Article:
Do Dogs Get Alzheimer’s?

A study from the University of California has found that over 60 percent of dogs between 11 and 16 years old had one or more signs of cognitive dysfunction syndrome (CDS). This syndrome is similar to Alzheimer’s in humans in that in involves disorientation, confusion, memory loss and behavioral changes.

Some signs of CDS are:

  • Forgetting the difference between indoors and outdoors and relieving themselves indoors
  • Forgetting how to use stairs
  • Not recognizing their owners or other family members
  • Staring at walls
  • Behavior shifts from friendly to aggressive for no apparent reason
  • Getting stuck in once familiar places like room corners or behind furniture
  • Withdrawing
  • Not responding when called
  • Decreased activity

CDS can be diagnosed when other causes of the same behaviors are ruled out. For example, vision or hearing loss would cause the same behavioral changes without cognitive decline. Hypothyroidism could also contribute to decreased activity and withdrawing. In other words, a veterinarian would be required to make an official diagnosis. Cushing’s disease can also contribute to CDS in dogs.

There are a variety of treatments for CDS. One of the prescription pharmaceutical treatments for dogs with CDS is Selegiline, which increases dopamine in the brain.  Side effects include diarrhea, vomiting, lethargy and anemia. SAMe (S-adenosylmethionine) is an over the counter product that also might have some benefit. (It is also used by people sometimes for depression.) Fish oil has been suggested as a possible treatment, as has a product called Senilife, which contains ginkgo biloba, phosphatidylserine, vitamin E and vitamin B6. One holistic veterinary blogger wrote about another possibility: “Clinical trials have shown that antioxidants, and combinations of antioxidants with acetyl-l-carnitine, vegetable extracts and phosphatidylserine can improve daily function in these dogs.” (Source:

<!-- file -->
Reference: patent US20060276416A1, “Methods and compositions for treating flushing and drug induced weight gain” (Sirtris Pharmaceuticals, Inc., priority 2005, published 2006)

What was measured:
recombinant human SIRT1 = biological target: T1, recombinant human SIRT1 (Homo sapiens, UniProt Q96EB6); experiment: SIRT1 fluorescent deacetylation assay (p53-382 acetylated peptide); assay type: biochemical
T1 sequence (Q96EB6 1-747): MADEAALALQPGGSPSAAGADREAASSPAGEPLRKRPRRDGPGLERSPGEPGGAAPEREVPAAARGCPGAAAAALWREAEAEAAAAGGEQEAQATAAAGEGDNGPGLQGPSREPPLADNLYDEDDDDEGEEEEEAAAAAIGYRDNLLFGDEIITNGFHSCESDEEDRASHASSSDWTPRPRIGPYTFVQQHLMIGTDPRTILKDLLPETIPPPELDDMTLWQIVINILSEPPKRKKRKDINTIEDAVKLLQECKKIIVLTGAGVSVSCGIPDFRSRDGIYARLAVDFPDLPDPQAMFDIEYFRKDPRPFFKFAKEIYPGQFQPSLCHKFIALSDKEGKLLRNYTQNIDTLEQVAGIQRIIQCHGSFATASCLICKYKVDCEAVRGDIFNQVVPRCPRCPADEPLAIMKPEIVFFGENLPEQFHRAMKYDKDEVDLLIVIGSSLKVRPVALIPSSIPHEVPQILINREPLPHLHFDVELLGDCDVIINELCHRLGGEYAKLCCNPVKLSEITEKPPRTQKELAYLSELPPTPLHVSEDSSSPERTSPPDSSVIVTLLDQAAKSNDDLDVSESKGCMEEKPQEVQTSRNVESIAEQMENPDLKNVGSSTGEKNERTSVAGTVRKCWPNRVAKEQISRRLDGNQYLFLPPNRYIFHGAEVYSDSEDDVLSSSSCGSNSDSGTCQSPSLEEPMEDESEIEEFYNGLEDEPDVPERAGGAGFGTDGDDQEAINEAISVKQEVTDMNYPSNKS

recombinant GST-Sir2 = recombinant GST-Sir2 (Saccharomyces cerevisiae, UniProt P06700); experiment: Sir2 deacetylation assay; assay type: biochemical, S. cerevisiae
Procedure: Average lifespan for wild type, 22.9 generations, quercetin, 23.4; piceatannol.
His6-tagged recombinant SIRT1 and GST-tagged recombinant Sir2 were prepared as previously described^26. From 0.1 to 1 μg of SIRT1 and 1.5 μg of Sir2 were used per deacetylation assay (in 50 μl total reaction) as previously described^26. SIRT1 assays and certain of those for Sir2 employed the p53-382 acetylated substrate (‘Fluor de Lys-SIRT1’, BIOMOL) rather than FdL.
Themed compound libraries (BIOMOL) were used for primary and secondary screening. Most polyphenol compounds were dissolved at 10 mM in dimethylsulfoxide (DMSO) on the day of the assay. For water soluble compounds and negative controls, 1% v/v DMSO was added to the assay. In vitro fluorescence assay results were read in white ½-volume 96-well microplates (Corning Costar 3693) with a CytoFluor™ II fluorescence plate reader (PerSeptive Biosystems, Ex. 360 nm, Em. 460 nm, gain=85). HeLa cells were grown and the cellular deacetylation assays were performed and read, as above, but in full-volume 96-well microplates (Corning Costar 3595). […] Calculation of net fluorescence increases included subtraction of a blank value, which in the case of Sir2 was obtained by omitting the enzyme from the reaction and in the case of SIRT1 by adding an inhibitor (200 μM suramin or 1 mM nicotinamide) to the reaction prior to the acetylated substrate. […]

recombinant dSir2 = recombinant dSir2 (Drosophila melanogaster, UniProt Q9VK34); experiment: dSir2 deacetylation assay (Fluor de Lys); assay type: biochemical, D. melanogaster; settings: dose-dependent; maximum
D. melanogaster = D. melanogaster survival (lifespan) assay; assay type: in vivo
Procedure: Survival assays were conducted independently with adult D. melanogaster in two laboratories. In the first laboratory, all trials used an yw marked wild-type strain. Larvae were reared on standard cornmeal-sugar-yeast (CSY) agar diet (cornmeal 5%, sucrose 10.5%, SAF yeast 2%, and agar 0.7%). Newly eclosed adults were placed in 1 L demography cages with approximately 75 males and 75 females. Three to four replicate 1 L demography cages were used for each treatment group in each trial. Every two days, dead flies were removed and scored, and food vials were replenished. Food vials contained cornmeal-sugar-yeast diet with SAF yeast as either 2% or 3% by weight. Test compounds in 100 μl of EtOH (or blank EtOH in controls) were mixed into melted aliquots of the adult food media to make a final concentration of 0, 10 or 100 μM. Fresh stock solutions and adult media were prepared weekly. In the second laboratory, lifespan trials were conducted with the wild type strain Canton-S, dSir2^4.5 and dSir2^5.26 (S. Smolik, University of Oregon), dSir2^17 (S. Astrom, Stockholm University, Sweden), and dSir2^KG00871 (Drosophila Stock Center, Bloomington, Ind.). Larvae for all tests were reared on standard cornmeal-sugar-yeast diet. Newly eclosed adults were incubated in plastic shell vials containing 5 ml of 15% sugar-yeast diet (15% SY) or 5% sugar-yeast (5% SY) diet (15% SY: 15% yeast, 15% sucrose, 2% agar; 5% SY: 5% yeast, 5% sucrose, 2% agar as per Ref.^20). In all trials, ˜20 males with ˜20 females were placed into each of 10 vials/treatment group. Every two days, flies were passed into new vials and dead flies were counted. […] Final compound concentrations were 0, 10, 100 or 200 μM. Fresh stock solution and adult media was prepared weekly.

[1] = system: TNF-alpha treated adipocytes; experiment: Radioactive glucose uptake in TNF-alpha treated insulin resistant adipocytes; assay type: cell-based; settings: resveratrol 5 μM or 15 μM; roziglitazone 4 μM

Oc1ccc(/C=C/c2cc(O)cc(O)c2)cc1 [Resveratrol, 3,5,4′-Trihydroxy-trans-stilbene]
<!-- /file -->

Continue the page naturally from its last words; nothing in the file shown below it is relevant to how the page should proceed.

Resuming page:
Another holistic veterinarian wrote that there is a connection between CDS and dogs ingesting aluminum: “We found the commercial diets to be the highest source of contamination. Most municipal waters use Aluminum hydroxide to process water and show high Aluminum content. Aluminum feeding and water bowls should be replaced with stainless steel or glass. Never use aluminum foil to wrap food for yourself or your animals ever!” (Source:

While this information has focused mainly on dogs, it should be said pet cats can also experience cognitive dysfunction syndrome. Pets suffering from CDS should not be punished or scolded for doing things they can not help. A diagnosis of CDS and learning to care for a suffering animal can go a long way towards understanding the situation and reducing the pain for both the animal and the pet owner.

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Cathy Noftz
Cathy Noftz4 years ago

~I wouldn't have known animals could suffer this kind of illness~I've had several dogs who lived to a ripe age~None of these symtoms were noticable to me~I will definitly look for these symtoms in the future!~I definitly wouldn't want my pets to suffer unneedlessly!!~

Danielle Herie
Danielle Herie4 years ago


carlee trent
carlee trent4 years ago


patti ng
patti ng4 years ago

Ive never even thought of this before, but it would explain o lot. Thank you. :)

Trish K.
Trish K.4 years ago

Too bad there are no homes for dogs with Alzheimer's. I hope people can cope with their sweet friends instead of putting them down. On the other hand, when I get Alzheimer's have me put down please.

Lori A.
Lori A.4 years ago

Very interesting, thanks for sharing.

Nina Papaioannou
Nina Papaioannou4 years ago

Poor animals, not able to communicate their problems,,,

Brenda Towers
Brenda Towers4 years ago

I have never observed it, but how very worrying for the owners.

Gita Sasi Dharan
Gita Sasi Dharan4 years ago

You feel devastated when your pet is ill. When they suffer from old age, we should be there to help and protect them with affection, for they spent their entire lives loving us.

Helane S.
Helane Shields4 years ago

"Doggie Alzheimer's" may actually be canine transmissible spongiform encephalopathy (TSE) - a fatal prion disease - like mad cow, scrapie, chronic wasting disease, etc.

Recently scientists have said Alzheimer's and Parkinson Diseases in humans are transmissible prion/protein diseases:

The animal remains in rendered pet food may be the source of prion disease in both dogs and cats. The US Dept. of Agriculture has been covering up for years the fact that 1.9 million "downer cows" - the animals most likely to have Bovine Spongiform Encephalopathy (BSE) - Mad Cow Disease - are rendered into animal feeds and pet food. Only about 5000 are tested for BSE. Rendering does not inactivate prions.